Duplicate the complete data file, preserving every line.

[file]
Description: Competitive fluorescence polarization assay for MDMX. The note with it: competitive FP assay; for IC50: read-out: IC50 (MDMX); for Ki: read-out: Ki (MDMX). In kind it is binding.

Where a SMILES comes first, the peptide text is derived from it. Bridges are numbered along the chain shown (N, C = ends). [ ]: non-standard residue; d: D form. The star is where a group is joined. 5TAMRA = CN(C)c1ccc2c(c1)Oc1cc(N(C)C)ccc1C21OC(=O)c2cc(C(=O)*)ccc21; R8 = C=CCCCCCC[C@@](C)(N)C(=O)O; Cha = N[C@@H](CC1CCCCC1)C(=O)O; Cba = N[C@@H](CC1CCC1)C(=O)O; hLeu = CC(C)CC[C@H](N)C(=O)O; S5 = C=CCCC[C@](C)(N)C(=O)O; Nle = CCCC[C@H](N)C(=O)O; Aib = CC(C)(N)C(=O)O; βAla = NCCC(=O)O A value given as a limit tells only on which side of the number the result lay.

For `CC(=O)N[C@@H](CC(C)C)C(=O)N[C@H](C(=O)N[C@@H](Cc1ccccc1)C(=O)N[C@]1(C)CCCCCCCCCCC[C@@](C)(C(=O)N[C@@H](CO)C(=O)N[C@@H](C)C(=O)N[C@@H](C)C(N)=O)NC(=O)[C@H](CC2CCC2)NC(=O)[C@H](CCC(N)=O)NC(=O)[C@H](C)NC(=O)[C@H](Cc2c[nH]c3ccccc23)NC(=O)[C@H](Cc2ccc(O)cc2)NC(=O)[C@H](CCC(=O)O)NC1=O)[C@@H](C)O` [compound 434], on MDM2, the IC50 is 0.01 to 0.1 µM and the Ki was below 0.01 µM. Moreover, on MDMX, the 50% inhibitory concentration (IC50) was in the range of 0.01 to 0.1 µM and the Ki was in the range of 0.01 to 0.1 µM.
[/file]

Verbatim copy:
Description: Competitive fluorescence polarization assay for MDMX. The note with it: competitive FP assay; for IC50: read-out: IC50 (MDMX); for Ki: read-out: Ki (MDMX). In kind it is binding.

Where a SMILES comes first, the peptide text is derived from it. Bridges are numbered along the chain shown (N, C = ends). [ ]: non-standard residue; d: D form. The star is where a group is joined. 5TAMRA = CN(C)c1ccc2c(c1)Oc1cc(N(C)C)ccc1C21OC(=O)c2cc(C(=O)*)ccc21; R8 = C=CCCCCCC[C@@](C)(N)C(=O)O; Cha = N[C@@H](CC1CCCCC1)C(=O)O; Cba = N[C@@H](CC1CCC1)C(=O)O; hLeu = CC(C)CC[C@H](N)C(=O)O; S5 = C=CCCC[C@](C)(N)C(=O)O; Nle = CCCC[C@H](N)C(=O)O; Aib = CC(C)(N)C(=O)O; βAla = NCCC(=O)O A value given as a limit tells only on which side of the number the result lay.

For `CC(=O)N[C@@H](CC(C)C)C(=O)N[C@H](C(=O)N[C@@H](Cc1ccccc1)C(=O)N[C@]1(C)CCCCCCCCCCC[C@@](C)(C(=O)N[C@@H](CO)C(=O)N[C@@H](C)C(=O)N[C@@H](C)C(N)=O)NC(=O)[C@H](CC2CCC2)NC(=O)[C@H](CCC(N)=O)NC(=O)[C@H](C)NC(=O)[C@H](Cc2c[nH]c3ccccc23)NC(=O)[C@H](Cc2ccc(O)cc2)NC(=O)[C@H](CCC(=O)O)NC1=O)[C@@H](C)O` [compound 434], on MDM2, the IC50 is 0.01 to 0.1 µM and the Ki was below 0.01 µM. Moreover, on MDMX, the 50% inhibitory concentration (IC50) was in the range of 0.01 to 0.1 µM and the Ki was in the range of 0.01 to 0.1 µM.